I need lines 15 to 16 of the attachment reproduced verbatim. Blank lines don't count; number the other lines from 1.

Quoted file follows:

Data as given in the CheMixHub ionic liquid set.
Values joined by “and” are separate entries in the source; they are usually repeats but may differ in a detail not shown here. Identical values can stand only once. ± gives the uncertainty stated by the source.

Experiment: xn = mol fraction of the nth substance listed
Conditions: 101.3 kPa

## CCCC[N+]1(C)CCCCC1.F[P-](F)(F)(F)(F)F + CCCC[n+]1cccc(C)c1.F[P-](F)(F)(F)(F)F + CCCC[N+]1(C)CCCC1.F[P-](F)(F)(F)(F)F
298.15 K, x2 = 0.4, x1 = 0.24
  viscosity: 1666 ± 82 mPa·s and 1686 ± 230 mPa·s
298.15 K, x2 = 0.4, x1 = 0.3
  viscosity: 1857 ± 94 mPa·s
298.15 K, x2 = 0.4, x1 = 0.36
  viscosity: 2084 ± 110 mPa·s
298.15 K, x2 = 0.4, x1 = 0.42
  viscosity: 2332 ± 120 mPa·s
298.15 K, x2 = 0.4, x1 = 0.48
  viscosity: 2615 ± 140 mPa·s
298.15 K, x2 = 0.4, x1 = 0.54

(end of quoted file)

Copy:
  viscosity: 2615 ± 140 mPa·s
298.15 K, x2 = 0.4, x1 = 0.54